Three Rituals

Two older poems, one (Washing Dishes) new. I saw a series and pulled it together.

Washing Dishes

It doesn’t matter if there are
few or many: I do the dishes
in the morning, every morning.

My hands stinging from the hot water,
I sigh inside when there are many,
rejoicing impatiently even if there’s one

and only one because I’ve set myself
a parameter that no coffee can be poured
until the sink is clear. The drainer

can be full, the silverware basket
overfull, but until the last item’s
clean and set aside to dry 

I am unable to move on. The first thing
I do, every morning, is cleanse
from the day before.

Why not do the dishes
before bed? Start the day
with nothing waiting?

That would seem dishonest to me,
to be fair. It seems a lie
to pretend upon waking that

the day before never happened
and that all I’ve got before me
is new and untouched.

To wash the previous day’s dishes
firs thing in the morning, though?
An acknowledgement of past

before the future begins. A statement
that in the present, the past and future
demand attention too. 

The Straight Razor

This deep into my life
I have begun shaving with

a straight razor,

not so much for
the trendiness of the act among
certain smug sectors of the hip population,

but from a lust for sustainability
born from a desire to stop 

disposing of so much good steel.

Also (in the spirit of this
historical moment)

I need solid proof

that with care
I can enter danger daily

and come out clean;

as I do not believe
danger will play fair

in the streets

it is good to know
I can take it on my chosen turf

in at least one small way.

I wet my face and lather up,
set the edge against my skin,

draw it at the proper angle

through the white mask I’ve donned;
think of my grandfathers

as I take care upon the jawline and chin.

If I nick myself I do not stop.
If I see red I do not flinch

but finish and administer stinging care

until I see the face I want before me.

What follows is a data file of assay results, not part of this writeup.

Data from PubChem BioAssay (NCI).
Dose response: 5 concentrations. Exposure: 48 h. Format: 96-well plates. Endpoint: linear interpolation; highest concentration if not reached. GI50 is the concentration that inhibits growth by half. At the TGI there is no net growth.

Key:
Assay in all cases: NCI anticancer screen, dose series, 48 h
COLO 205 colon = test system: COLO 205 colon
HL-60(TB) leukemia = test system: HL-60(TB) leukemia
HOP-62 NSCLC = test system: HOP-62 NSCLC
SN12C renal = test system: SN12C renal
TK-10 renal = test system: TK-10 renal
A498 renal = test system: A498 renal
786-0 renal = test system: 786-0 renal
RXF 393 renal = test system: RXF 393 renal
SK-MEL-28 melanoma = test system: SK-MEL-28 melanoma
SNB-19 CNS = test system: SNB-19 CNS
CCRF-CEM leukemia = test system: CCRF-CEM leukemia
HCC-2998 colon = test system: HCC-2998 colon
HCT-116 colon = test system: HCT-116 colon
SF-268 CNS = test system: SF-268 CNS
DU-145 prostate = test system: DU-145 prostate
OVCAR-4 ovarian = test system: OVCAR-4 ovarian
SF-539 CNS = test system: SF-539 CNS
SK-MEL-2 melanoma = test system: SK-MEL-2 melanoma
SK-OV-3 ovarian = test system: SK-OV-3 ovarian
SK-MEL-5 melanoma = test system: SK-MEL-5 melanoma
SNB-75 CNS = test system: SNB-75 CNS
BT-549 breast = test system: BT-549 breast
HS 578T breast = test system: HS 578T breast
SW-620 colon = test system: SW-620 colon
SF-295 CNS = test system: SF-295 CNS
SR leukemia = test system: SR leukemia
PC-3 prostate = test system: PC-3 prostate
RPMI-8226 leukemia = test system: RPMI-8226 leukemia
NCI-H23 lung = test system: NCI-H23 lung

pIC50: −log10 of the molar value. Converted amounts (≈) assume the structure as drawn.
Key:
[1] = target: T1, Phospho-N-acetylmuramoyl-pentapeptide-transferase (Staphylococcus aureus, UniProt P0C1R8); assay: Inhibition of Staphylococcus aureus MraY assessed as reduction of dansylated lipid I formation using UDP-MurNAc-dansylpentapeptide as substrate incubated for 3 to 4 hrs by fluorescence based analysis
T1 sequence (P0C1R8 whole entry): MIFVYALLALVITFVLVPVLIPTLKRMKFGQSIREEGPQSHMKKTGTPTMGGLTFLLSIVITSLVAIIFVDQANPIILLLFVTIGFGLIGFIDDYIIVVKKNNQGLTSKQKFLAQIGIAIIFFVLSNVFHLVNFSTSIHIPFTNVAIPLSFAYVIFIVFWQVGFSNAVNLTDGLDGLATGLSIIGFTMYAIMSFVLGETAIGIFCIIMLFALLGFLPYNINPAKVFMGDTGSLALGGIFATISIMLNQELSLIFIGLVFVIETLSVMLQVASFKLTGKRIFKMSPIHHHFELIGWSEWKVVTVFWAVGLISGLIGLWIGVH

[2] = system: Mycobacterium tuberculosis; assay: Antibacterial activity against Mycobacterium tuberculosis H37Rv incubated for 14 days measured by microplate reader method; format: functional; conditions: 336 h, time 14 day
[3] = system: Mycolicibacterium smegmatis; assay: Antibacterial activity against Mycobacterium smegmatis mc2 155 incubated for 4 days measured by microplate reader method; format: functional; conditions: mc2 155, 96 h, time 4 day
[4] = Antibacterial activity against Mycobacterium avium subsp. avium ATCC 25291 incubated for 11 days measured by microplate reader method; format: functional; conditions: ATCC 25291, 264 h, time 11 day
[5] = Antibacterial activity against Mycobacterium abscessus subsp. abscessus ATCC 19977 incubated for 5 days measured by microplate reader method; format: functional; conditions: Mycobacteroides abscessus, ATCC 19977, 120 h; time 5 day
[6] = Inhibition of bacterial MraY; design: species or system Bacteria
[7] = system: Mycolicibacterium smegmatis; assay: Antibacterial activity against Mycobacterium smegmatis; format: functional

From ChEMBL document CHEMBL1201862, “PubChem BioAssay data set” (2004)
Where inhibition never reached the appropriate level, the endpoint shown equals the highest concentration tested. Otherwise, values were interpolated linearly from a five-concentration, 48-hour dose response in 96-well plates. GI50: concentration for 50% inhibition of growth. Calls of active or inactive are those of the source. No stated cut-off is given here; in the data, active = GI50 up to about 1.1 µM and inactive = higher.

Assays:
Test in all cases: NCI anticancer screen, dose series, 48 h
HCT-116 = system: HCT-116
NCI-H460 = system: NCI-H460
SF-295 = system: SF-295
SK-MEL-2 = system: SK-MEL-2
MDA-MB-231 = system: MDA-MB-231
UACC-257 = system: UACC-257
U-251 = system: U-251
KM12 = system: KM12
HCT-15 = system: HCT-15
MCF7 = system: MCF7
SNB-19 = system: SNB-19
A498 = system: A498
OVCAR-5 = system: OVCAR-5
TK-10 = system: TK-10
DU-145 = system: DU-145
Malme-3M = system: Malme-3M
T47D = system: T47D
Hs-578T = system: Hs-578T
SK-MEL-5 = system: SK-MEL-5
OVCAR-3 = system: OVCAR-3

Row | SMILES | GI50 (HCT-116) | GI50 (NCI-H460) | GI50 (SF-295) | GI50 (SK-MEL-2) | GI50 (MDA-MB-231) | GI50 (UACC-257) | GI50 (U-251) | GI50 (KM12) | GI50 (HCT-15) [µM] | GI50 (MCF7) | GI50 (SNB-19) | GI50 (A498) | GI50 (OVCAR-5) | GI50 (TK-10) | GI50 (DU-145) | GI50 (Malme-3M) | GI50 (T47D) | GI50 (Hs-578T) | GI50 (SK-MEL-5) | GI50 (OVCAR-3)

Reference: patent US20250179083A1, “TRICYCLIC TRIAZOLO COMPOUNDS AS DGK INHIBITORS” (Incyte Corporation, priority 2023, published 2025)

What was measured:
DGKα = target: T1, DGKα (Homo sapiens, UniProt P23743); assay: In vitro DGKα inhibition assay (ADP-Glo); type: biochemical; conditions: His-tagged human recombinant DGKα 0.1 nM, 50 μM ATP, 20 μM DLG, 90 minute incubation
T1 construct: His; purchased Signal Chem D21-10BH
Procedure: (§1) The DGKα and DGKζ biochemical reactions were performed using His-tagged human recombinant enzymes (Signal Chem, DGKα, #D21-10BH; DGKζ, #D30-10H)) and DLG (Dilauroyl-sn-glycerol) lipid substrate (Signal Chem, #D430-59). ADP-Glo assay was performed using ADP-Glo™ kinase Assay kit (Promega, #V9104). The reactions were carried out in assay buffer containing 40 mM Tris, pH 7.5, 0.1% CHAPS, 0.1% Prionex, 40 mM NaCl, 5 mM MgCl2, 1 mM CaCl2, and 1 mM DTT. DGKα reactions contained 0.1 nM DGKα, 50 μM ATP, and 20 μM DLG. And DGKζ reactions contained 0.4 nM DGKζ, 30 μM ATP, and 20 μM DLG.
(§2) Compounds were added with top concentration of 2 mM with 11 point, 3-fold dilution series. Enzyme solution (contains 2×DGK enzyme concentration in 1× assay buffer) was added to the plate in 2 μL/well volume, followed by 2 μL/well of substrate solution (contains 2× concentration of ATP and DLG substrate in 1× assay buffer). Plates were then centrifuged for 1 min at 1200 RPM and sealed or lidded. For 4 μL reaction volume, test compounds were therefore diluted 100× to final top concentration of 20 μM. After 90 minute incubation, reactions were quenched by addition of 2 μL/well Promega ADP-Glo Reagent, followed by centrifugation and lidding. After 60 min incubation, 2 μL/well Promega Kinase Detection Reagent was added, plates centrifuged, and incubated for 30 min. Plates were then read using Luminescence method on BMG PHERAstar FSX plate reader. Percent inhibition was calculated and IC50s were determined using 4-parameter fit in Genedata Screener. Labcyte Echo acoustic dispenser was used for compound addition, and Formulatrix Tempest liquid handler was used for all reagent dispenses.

Then comes maintenance of tools.

Cleansing of sink and mirror.

It is a ritual and as such
things must be done well

and precisely from start to finish.

One more thing:
a straight razor

fits well in a boot if need be,

and once you know
what you are doing with one?
That is a fine place to keep it.


I come home
thinking of fall and 
craving tomatoes.

I go to my backyard beds
and pick whatever’s ripe
for my favorite summer meal:
thick-sliced plum tomatoes,
Gorgonzola cheese,
a few shreds of basil, 
balsamic vinegar,
light on the olive oil.

You once questioned me:
why not traditional Mozzarella?
I said it’s because I feel that 
strong blues make flavors pop
and without strong flavors,
what’s the point?  

You tasted it,
agreed, told me later
you could no longer imagine 
not using a strong blue cheese
in a tomato salad, and I was 
as well pleased as I could be
that we’d fallen once again into 
the same place on something — 

I remember this as I stare into
strong blues and bright reds
in this bowl, stare into oil bubbles, 
a brown slick of vinegar, remember
you weren’t here to help me
plant this year, to plant the beds
scant weeks after your passing;
you weren’t here to help me weed
and toss and water and feed;

realize again, as if for the first time,

that you aren’t here to help me savor
the likely last summer salad of the year,
picked ahead 
of the inevitable 
killing frost.

About Tony Brown

A poet with a history in slam, lots of publications; my personal poetry and a little bit of daily life and opinions. Read the page called "About..." for the details. View all posts by Tony Brown

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